OLYMPIA, Wash. - A part of the Dosewallips State Park tidelands is being opened for recreational and Treaty Tribes’ commercial shellfish harvest for the first time in more than 20 years.
The newly opened 70 acres of tidelands was closed for shellfish harvest in 1987 due to elevated levels of bacteria from large numbers of seals on the Dosewallips tidelands. Seals don’t appear to be impacting marine water quality in the area now, and other pollution sources have been cleaned up. The area that is being re-opened is marked by orange plastic stakes. Washington Department of Fish and Wildlife and the Skokomish Tribe will survey clam and oyster populations on the newly opened area this summer to plan for the 2011 shellfish season.
“It’s great to see the improvements in water quality that have occurred in this area,” said Bob Woolrich, growing area manager for the state Department of Health. “Dosewallips is a popular destination in our state for outdoor recreation.”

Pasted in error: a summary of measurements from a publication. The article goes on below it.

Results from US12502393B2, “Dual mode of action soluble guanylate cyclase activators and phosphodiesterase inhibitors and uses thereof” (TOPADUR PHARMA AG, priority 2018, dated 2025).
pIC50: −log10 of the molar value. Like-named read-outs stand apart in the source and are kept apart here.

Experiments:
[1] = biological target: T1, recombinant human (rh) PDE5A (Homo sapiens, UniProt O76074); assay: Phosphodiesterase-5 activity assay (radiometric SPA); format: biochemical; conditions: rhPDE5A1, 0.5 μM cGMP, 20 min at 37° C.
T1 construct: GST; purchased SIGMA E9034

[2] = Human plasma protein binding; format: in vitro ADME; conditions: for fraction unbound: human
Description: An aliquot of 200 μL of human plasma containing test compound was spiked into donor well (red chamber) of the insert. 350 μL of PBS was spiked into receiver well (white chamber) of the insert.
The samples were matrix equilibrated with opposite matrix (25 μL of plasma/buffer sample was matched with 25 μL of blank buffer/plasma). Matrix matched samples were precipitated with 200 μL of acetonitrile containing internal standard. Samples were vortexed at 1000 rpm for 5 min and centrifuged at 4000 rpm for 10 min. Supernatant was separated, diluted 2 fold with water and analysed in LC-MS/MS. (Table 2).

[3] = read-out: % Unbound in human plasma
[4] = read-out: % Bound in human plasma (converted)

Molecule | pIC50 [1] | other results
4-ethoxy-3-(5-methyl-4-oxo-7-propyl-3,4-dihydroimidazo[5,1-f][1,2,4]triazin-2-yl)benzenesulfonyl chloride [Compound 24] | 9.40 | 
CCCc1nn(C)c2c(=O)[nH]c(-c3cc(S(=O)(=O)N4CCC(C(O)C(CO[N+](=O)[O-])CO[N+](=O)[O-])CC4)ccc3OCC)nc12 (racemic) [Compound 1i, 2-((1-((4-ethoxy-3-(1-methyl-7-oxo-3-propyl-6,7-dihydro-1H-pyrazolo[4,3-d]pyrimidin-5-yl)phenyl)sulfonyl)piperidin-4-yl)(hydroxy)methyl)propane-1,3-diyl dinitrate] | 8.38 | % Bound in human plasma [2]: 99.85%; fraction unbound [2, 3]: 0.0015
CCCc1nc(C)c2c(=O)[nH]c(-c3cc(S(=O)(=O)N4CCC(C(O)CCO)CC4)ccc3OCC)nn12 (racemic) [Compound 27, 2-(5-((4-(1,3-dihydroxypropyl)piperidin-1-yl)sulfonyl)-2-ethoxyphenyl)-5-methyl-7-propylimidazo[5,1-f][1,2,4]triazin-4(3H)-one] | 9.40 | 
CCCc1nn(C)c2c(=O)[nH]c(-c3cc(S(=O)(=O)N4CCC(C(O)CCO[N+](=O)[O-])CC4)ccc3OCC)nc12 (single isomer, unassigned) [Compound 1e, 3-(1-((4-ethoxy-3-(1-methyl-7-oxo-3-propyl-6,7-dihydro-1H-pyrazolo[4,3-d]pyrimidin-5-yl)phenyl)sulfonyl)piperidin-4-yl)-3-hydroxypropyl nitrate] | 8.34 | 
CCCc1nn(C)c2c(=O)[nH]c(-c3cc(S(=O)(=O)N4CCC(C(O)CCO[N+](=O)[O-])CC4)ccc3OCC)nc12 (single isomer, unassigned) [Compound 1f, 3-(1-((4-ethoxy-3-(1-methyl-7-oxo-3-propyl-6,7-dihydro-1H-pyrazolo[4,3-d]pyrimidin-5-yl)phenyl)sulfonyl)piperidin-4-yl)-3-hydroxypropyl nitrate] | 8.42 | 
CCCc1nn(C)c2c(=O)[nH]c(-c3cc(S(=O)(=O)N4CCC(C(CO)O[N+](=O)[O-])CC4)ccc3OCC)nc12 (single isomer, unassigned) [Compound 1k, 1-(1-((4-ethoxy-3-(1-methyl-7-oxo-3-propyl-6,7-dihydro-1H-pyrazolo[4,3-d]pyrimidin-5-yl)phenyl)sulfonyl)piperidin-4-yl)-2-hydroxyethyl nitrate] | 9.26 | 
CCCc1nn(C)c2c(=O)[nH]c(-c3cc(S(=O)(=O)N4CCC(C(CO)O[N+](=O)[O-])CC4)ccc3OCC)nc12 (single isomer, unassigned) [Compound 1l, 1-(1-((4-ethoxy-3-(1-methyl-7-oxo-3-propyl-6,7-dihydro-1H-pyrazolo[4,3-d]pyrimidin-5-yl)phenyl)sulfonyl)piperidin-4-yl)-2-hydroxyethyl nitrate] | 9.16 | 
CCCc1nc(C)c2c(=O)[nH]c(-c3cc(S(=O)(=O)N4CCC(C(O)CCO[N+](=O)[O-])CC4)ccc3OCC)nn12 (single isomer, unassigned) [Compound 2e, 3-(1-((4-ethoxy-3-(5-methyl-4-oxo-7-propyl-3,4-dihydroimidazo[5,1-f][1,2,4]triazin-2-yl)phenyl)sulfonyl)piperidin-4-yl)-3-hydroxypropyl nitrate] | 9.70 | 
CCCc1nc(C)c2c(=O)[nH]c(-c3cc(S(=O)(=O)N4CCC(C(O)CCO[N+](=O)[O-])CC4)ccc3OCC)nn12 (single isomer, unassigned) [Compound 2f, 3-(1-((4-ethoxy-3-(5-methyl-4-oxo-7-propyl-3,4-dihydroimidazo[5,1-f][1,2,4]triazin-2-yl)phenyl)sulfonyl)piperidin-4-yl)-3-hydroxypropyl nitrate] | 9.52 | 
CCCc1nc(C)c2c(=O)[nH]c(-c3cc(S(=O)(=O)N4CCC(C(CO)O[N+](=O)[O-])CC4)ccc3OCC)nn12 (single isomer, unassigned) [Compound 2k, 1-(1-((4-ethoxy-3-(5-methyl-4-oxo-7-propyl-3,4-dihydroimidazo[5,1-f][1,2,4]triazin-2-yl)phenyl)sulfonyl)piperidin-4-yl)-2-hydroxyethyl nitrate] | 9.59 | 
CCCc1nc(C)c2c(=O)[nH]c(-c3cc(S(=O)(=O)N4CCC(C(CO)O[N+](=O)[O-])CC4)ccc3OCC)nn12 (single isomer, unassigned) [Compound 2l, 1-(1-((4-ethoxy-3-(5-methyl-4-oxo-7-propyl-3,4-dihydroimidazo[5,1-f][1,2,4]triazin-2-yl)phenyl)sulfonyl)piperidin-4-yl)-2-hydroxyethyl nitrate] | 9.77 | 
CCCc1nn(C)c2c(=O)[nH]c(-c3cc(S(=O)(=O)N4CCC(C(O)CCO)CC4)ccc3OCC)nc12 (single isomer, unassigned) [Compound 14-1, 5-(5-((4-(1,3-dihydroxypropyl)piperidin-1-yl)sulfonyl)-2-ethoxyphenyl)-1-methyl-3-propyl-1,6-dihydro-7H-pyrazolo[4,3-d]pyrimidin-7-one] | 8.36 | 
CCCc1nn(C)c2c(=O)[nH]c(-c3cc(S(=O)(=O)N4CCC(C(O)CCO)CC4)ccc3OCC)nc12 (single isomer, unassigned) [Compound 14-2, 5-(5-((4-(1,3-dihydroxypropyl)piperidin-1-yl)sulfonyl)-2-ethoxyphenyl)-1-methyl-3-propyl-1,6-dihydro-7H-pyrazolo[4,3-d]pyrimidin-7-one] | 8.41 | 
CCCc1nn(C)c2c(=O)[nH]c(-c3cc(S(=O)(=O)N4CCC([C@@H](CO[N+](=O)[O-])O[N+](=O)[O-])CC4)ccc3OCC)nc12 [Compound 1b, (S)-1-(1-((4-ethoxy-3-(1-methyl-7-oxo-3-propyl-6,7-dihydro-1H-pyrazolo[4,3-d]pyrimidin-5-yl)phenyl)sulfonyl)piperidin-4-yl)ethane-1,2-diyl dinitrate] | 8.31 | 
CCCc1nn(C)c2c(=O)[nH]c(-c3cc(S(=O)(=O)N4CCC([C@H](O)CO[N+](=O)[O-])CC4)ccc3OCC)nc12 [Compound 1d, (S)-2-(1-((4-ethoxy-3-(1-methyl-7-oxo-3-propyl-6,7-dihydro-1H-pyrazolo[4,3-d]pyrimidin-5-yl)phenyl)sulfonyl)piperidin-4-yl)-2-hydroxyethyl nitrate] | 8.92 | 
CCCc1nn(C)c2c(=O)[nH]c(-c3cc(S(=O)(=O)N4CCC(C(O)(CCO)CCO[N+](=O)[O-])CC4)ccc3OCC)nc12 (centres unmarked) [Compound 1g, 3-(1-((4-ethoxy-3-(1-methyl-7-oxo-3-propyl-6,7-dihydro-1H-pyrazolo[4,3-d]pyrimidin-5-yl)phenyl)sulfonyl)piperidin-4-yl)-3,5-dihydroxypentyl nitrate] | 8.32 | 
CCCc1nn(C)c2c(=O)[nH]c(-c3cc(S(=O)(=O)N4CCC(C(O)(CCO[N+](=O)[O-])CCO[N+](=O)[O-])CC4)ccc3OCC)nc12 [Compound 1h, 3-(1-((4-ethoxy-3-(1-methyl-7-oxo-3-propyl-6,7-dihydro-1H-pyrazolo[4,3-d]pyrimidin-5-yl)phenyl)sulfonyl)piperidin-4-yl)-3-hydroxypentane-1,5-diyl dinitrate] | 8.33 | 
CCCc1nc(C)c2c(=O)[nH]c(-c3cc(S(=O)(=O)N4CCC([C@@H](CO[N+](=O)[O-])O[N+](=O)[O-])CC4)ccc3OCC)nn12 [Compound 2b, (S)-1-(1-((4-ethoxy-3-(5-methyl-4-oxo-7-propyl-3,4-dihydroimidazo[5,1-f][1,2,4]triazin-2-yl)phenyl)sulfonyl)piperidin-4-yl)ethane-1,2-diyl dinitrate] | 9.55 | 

“These additional acres offer recreational shellfish harvesters increased opportunity on an excellent oyster and clam beach on Hood Canal. Improvements in water quality are a win-win for the clam and oyster fishery, and the environment,” said Camille Speck, biologist from Fish and Wildlife’s Point Whitney Shellfish Laboratory.
The area near the mouth of the Dosewallips River will remain closed because of high bacteria levels that occasionally flow down the river. Delays in improving the wastewater treatment system at Dosewallips State Park are also a concern around the mouth of the river.
The best way to be safe when harvesting shellfish is to “Know Before You Dig” (www.doh.wa.gov/shellfishsafety.htm)